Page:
GOSHEN — The state plans to take the Goshen Public Library’s $60 budget overage to the Indiana Supreme Court.
The Department of Local Government Finance filed an intention to request a review of the issue July 29, beginning a legal process that could result in the high court considering whether or not to hear the case.
The move came after the library won an appeal of the agency’s penalty for going over its 2018 budget through a clerical error.
The DLGF, which oversees property tax assessments and local government budgeting, rejected the library’s proposed budget in January 2018 because it went $60 over the maximum allowed amount for increasing annual property tax levies without approval. As a result, the library’s budget was scaled back to 2017 levels, costing $85,426 in revenue the organization had planned for that year.
The library board disputed the call and appealed through the Indiana Tax Court. Arguments included the $60 overage was a data error that could have been corrected, and the state’s response was overkill.
The tax court sided with the library in finding the more than $85,000 budget loss resulted in “significant harm” from going an “insignificant” $60 over, the ruling from June 28 shows. The DLGF’s order was reversed and sent back to the agency.
The notice intending to pursue an appeal of the tax court’s ruling was filed about a month later. That started a clock, giving the DLGF 30 days to file a brief arguing why the state supreme court should hear the issue. Once that’s filed, the library will have 30 days to respond, and then the DLGF will be given another 15 days for a follow-up, court rules show.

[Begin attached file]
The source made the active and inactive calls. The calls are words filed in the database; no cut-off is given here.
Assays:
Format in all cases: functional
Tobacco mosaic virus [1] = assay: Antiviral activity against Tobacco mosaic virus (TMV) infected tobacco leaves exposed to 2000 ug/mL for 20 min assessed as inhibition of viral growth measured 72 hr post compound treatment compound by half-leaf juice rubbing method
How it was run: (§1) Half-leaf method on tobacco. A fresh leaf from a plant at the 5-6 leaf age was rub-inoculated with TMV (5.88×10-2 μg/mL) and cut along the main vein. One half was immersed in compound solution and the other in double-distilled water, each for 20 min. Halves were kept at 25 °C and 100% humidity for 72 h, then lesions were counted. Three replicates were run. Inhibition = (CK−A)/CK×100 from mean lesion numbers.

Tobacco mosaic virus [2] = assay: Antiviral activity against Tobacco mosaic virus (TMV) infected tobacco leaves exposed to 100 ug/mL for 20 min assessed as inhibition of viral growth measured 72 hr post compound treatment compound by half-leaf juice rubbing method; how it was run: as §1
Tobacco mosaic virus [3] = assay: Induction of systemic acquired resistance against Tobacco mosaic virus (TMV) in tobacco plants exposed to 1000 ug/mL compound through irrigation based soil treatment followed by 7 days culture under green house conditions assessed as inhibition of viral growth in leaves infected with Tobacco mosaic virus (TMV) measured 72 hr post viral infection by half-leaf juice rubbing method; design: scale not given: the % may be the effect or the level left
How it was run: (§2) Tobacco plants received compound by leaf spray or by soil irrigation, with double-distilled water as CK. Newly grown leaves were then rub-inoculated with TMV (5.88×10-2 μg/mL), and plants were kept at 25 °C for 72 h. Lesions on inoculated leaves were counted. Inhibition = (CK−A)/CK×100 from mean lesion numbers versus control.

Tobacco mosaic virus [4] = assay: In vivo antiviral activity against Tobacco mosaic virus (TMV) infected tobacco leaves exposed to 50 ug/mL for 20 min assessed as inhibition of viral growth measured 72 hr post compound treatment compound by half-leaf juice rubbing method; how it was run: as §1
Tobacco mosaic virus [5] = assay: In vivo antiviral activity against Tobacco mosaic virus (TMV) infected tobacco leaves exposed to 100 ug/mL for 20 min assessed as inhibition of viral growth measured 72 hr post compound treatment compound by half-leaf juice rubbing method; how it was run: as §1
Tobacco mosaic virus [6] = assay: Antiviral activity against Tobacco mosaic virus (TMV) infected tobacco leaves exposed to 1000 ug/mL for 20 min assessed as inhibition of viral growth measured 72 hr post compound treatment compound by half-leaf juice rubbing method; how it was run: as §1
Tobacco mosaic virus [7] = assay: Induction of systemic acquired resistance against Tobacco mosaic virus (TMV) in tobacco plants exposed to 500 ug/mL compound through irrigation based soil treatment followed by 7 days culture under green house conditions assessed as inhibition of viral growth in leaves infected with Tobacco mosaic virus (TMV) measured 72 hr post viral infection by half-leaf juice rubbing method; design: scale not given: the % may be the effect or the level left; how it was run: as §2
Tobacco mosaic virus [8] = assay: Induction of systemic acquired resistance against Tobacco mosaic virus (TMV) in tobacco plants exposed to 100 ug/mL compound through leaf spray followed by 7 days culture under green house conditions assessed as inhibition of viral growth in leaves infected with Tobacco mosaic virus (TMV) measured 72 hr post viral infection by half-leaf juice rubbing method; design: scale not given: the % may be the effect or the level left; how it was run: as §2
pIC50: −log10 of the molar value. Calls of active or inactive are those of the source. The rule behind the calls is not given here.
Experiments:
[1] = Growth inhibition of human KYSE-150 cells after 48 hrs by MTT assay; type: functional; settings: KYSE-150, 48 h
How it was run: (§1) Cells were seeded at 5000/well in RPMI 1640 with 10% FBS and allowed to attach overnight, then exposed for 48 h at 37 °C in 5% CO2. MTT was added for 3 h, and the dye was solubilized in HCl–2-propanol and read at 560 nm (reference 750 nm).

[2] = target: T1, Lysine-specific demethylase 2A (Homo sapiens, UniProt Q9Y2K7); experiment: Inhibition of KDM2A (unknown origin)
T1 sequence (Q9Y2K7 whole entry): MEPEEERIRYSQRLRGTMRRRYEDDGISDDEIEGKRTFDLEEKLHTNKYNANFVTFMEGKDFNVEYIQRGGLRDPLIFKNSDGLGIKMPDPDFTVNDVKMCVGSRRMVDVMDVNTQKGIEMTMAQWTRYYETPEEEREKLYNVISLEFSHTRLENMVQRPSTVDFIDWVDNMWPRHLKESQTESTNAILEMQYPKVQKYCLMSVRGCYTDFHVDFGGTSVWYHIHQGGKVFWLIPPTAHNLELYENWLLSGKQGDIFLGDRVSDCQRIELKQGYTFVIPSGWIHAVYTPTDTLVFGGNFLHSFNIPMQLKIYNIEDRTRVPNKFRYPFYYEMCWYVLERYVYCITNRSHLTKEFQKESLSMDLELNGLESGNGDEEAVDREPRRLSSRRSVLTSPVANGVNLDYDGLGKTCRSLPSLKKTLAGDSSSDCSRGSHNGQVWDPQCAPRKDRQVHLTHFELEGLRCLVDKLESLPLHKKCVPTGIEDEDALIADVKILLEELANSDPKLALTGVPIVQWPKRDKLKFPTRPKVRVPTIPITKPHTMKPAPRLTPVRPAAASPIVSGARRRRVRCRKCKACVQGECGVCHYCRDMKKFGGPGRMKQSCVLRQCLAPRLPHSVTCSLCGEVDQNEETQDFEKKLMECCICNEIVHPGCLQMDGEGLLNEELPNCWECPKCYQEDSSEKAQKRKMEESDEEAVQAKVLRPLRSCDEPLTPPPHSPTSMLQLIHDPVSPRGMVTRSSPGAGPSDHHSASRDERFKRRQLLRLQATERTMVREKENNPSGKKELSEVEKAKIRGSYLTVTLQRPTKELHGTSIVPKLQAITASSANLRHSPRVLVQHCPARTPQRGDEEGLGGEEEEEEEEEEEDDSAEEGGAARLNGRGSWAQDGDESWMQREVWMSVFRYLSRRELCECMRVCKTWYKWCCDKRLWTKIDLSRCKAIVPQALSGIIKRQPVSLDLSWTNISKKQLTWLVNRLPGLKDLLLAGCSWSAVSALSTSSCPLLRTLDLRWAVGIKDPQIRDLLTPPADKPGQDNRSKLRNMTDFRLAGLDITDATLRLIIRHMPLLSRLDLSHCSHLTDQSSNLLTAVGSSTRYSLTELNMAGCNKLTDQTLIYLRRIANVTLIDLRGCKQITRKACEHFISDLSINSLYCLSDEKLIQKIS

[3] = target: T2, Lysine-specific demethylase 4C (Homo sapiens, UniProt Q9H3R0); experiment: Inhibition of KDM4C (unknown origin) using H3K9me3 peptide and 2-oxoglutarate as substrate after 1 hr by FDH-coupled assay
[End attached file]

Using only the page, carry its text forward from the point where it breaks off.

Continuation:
“At this point, it’s more of a waiting game to see what they actually say in their brief,” Ross Riker, the Goshen Public Library’s acting director, said after receiving notice of the filing.
Riker said he couldn’t comment more on the matter.
A DLGF spokeswoman also said the agency can’t comment on the pending litigation.
State Sen. Blake Doriot, R-Syracuse, explained the DLGF has reasons for being stubborn about penalizing the Goshen Public Library over $60. They include concerns that relenting on the decision could set a precedent for other governmental entities that could try to seek breaks on larger overages.
With the state potentially seeking a Supreme Court decision, Doriot said he would consult with the Indiana Senate’s budget head on possibly revisiting the issue in the General Assembly next year.
“I’m going to look into it and see what’s happening,” Doriot said.
He also said he had conversations with DLGF leaders after the issue arose in 2018. Provisions to create legislative fixes were attached to a larger tax bill during the legislature’s 2018 session, he said.
One provision would have given the DLGF authority to correct an entity’s budget if it was submitted with an error or omission of less than 0.25 percent of the amount. Another provision called for allowing the DLFG to give the library a one-time increase of its maximum tax levy for its 2019 budget if the library sought one, according to information in that bill.
The bill, however, didn’t pass before the 2018 legislative session expired.
Aimee Ambrose can be reached at firstname.lastname@example.org or 574-533-2151, ext. 316.